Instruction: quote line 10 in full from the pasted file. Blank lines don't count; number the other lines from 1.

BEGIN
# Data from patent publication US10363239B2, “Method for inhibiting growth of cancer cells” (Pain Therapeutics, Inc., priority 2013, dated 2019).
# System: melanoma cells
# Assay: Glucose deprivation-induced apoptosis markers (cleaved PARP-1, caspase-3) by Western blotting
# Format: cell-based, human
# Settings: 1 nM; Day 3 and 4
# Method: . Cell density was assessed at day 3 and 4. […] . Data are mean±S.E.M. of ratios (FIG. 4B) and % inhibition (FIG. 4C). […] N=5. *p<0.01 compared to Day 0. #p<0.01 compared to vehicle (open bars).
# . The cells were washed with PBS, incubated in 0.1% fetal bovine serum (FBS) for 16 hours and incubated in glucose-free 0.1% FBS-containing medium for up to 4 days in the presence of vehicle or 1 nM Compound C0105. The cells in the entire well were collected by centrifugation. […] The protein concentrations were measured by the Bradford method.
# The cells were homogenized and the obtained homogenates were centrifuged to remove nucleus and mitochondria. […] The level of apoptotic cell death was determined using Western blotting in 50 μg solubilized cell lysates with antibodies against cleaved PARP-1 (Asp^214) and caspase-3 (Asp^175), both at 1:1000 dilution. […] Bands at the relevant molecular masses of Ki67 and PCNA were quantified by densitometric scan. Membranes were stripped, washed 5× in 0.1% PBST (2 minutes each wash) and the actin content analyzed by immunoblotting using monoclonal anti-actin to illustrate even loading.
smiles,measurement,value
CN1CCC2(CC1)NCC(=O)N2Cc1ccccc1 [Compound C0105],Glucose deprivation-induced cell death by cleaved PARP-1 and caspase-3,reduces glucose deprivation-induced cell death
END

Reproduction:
CN1CCC2(CC1)NCC(=O)N2Cc1ccccc1 [Compound C0105],Glucose deprivation-induced cell death by cleaved PARP-1 and caspase-3,reduces glucose deprivation-induced cell death